Although the prevalence of high BMI has recently declined in children
and adolescents, disparities in BMI are still observed in several racial/ethnic
groups, particularly black and American Indian girls.
Researchers examined data on more than 8,000 fifth-, seventh- and
ninth-grade students who underwent school-based BMI screening in California
from 2001 to 2008. High BMI cut points used were the 85th, 95th 97th and 99th
percentiles or higher.
When the researchers examined the prevalence of high BMI among girls,
- Black and American Indian girls had increases in three of the four
BMI cut points.
- Hispanic girls experienced an increase followed by a plateau after
- White girls prevalence increased from 2001 to 2005 before
declining to 2001 rates.
- Asian girls experienced no change.
Disparities were also observed in boys:
- White boys experienced an increase through 2005 following by a
decline to 2001 for all cut points.
- Hispanic and Asian boys levels declined after 2005 for the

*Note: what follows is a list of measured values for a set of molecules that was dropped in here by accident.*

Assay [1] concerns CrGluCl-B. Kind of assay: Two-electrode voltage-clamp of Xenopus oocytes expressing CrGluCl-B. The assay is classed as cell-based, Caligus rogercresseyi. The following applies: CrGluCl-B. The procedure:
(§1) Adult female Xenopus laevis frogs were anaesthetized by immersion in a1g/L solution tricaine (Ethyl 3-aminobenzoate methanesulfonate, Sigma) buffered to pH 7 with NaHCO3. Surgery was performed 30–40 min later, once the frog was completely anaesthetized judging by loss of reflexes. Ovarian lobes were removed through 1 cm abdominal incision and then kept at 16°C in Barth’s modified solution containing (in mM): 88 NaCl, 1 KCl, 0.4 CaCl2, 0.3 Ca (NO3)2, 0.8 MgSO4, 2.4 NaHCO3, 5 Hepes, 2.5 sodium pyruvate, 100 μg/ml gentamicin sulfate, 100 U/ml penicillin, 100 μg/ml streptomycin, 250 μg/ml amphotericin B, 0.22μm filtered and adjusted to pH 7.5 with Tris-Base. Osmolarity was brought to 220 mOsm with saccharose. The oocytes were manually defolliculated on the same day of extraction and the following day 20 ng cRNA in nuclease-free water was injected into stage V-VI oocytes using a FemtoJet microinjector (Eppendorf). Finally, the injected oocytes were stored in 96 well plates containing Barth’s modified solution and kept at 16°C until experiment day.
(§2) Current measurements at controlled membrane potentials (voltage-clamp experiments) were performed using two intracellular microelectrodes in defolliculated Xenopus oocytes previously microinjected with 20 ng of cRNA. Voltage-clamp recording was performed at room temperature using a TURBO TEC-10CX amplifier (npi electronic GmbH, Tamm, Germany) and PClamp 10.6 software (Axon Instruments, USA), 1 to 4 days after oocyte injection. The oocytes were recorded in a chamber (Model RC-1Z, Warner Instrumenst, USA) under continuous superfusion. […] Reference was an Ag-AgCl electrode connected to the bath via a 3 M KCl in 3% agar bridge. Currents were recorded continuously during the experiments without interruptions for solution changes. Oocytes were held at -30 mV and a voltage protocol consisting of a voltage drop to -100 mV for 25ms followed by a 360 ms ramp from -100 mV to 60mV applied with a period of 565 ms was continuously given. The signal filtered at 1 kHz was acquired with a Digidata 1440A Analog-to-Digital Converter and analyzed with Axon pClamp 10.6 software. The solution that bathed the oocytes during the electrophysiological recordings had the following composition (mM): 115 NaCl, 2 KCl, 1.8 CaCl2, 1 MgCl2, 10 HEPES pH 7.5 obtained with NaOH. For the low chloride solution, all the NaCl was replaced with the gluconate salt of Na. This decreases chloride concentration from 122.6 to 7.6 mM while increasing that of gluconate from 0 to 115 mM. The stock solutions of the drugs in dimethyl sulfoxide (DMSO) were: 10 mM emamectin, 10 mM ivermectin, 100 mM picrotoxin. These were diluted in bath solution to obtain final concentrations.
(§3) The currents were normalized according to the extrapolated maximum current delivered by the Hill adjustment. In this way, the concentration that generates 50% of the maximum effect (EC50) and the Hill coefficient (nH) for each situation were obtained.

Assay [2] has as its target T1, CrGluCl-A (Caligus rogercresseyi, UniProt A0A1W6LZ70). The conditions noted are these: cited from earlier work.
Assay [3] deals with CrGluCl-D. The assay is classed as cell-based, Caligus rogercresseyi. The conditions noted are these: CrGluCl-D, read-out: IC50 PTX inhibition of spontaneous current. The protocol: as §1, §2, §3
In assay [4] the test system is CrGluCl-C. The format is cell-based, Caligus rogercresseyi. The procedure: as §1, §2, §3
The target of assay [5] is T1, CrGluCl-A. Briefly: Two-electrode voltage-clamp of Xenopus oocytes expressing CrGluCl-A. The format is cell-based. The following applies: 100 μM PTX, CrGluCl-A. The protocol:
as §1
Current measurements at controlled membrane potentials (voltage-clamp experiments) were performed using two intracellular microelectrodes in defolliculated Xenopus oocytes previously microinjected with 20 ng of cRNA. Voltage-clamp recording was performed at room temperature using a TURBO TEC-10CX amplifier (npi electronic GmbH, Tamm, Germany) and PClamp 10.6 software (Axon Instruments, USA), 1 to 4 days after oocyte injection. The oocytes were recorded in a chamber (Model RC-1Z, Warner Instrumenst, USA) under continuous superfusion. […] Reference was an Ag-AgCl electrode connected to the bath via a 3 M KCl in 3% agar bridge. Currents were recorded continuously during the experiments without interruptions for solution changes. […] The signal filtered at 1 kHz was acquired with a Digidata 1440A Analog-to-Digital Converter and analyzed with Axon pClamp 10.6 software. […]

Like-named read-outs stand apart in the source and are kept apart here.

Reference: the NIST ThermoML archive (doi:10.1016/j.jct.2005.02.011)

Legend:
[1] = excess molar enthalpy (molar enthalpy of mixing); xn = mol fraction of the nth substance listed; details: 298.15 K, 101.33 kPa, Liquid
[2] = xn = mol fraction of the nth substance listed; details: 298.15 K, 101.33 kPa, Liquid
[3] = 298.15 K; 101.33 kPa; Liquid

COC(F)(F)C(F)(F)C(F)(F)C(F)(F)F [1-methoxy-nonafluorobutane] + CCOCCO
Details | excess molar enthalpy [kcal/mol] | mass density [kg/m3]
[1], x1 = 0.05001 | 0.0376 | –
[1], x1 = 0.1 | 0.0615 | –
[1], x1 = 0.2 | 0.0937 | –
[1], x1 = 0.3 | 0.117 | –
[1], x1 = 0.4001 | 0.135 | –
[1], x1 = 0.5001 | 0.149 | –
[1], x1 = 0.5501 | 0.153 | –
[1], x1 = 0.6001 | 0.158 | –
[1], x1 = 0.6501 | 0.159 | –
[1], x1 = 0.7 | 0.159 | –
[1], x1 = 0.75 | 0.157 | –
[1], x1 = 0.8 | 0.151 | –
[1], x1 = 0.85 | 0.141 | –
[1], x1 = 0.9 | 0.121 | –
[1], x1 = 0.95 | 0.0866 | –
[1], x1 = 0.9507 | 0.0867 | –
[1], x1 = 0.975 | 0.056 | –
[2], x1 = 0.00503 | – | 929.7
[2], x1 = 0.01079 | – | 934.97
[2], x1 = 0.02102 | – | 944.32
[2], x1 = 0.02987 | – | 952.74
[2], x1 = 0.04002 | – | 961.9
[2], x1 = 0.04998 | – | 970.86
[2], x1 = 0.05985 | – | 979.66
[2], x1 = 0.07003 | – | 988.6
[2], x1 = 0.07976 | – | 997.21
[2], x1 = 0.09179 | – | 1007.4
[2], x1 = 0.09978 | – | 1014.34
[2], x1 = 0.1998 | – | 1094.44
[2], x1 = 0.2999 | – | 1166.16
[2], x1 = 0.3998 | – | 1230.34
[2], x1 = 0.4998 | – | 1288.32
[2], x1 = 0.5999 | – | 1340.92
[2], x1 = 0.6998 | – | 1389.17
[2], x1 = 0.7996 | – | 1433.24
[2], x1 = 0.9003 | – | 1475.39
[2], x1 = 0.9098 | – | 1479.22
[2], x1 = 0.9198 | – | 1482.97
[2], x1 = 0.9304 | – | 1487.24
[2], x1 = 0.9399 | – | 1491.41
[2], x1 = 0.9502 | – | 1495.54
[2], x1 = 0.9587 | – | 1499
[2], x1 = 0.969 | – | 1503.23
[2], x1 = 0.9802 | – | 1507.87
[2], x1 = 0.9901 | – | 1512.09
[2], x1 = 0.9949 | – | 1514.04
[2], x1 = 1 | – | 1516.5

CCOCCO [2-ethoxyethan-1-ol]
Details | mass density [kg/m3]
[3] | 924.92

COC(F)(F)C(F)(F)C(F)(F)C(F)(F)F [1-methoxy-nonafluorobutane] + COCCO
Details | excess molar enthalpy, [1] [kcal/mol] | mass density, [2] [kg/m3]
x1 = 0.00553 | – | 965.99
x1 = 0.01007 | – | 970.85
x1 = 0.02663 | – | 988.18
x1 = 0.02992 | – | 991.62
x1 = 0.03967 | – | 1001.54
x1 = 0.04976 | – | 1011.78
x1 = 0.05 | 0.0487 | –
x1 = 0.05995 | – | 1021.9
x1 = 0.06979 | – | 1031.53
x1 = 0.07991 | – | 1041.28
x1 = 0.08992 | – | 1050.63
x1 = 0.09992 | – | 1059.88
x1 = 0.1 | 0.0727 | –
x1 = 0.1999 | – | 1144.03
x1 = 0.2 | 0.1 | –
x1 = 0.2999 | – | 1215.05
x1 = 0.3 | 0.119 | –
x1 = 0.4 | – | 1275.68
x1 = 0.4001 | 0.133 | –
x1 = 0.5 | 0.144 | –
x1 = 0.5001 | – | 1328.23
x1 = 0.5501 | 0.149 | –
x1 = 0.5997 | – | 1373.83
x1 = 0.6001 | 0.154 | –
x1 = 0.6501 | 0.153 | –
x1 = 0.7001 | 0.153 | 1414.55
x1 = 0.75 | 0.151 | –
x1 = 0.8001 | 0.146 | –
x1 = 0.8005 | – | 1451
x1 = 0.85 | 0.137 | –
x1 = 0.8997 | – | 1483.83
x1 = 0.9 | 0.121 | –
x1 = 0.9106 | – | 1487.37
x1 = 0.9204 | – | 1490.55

three lowest BMI cut points but levels remained greater than 2001 levels.
- American Indian boys had a decline in only the 95th percentile cut
point after 2007.
No declines were observed in children of any racial/ethnic group with a
BMI cut point of the 99th percentile or greater. According to 2008 screening
results, children with the 99th percentile or greater BMI cut point had the
greatest disparities in prevalence (4.9% for American Indian girls and 4.6% for
black girls vs. 1.3% for non-Hispanic white girls).
To our knowledge, this is the first study to document a
population-based decline in prevalence of high BMI after 2005, among most boys
and for white girls, the researchers wrote. However, the
encouraging first signs of a decline in the obesity epidemic are tempered by
concerns about increasing disparities.